It’s easy to think that having a bright light is better for exploring the darkness. However, for short night time walks, their extensive use can wreak havoc on your night vision.
When you start out, it’s going to feel tempting to have your headtorch on all the time but try not to. You’re definitely going to want a headtorch when walking at night, but try to think of it as fallback aid to finding your way rather than a guiding light. If you can, try to limit the use of it and rely on the natural light instead. This will allow your eyes to adapt to the dark and amplify your night vision so you can better observe your surroundings in natural light. Whilst it can take up to 45 minutes for your eyes to fully adjust to the dark, it only takes a second of looking at a direct light source to affect your night vision, meaning you’ll have to start the adjustment process again. Naturally, there are times when you’ll need to use your headtorch - to navigate tricky sections of trail or find something in your pack. But having worked hard to achieve maximum night vision, before turning it on, it’s worth considering if you really need to.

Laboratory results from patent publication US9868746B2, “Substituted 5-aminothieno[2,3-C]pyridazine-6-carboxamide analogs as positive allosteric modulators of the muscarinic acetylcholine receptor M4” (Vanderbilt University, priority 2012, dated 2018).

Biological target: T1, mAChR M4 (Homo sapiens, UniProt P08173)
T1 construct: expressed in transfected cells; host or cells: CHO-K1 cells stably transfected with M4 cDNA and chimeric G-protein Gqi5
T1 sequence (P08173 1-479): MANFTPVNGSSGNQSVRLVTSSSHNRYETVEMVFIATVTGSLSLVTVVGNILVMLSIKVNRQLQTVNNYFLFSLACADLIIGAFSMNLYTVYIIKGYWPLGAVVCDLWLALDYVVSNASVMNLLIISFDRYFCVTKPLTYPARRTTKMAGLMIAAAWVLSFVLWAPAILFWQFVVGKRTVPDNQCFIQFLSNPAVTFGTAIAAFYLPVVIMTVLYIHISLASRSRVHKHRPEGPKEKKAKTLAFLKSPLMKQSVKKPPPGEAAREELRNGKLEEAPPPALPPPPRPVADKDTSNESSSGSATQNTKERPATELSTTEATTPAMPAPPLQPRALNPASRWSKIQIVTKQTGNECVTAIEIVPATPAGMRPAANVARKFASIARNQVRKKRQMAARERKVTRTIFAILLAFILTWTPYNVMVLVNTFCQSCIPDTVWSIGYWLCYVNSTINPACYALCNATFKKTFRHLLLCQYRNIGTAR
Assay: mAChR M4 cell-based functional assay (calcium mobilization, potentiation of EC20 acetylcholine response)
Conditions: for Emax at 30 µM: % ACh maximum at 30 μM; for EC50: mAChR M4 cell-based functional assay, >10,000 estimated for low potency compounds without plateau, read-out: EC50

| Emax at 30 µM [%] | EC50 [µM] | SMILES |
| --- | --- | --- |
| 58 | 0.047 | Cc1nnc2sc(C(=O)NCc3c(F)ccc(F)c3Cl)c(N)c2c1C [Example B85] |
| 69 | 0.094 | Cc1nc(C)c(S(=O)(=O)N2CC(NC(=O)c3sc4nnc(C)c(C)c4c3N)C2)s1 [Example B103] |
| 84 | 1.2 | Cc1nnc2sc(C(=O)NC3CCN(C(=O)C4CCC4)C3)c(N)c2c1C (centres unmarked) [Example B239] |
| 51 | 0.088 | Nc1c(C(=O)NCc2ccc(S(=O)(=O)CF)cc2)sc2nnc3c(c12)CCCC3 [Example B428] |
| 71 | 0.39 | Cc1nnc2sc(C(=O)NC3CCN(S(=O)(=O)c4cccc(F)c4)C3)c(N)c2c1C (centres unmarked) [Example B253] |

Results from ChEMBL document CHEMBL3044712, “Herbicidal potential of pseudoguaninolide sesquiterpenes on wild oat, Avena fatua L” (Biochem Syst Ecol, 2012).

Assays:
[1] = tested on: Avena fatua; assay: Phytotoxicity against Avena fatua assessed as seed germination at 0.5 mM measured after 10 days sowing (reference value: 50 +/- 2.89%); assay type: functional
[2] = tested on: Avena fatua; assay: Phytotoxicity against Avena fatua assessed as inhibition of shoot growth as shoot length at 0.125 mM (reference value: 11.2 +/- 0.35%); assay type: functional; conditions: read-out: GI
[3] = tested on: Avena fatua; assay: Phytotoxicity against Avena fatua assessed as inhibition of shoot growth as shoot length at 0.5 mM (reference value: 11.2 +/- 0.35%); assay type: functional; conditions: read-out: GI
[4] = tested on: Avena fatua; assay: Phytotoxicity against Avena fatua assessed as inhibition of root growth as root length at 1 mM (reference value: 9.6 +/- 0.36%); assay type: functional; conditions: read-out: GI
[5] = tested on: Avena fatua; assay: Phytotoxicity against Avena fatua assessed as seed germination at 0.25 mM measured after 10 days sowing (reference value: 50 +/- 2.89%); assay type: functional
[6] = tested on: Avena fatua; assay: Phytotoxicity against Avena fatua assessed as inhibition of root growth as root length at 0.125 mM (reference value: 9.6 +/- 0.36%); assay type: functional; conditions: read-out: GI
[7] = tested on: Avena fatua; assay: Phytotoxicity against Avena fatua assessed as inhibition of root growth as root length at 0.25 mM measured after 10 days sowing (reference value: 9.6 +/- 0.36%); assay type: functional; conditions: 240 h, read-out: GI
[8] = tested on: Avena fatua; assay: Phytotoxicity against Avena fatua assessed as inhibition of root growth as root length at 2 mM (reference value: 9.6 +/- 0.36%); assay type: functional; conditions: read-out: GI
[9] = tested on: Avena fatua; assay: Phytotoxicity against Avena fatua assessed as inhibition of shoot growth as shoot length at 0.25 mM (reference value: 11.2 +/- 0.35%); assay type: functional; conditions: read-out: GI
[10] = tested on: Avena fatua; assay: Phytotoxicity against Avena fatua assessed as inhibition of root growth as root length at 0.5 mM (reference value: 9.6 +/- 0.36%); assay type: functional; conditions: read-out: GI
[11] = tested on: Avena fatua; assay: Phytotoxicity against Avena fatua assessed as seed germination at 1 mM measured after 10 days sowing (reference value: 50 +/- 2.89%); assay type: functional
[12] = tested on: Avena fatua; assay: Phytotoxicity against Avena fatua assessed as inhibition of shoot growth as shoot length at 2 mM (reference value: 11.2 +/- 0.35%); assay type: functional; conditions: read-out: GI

When choosing a headtorch, look for one with a comfortable fit and a red-light setting as your eyes are less sensitive to the longer wavelengths of red light meaning your night vision will be less affected by it. Another good feature is to be able to switch from low to high brightness settings as this gives you more control over preserving battery life. Trying your best not to shine your light in another person’s face is also good practice as doing so will impair that person’s night vision. If you can, turn your light off if you encounter others on your walk.
Give it a try!
Darkness needn't be a thing to fear and shy away from. By doing so, we are in danger of cutting ourselves off from the night. Especially in winter when the days are short, it’s worth embracing the possibilities that darkness brings - an immersive call to reconnect with the natural world. Because you only need to step outside to find that, in darkness, the world lights up.
As winter approaches and the nights draw in, it can be tempting to hang up your waterproofs and put away your walking boots. But with frosty landscapes, the magic of low winter sunlight and the promise of a warming pub fire at the end of a walk, we think there are plenty of reasons to carry on getting out and about this winter.